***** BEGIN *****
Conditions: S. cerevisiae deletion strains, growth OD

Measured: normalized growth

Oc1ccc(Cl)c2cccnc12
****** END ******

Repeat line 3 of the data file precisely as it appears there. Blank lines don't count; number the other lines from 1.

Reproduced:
Oc1ccc(Cl)c2cccnc12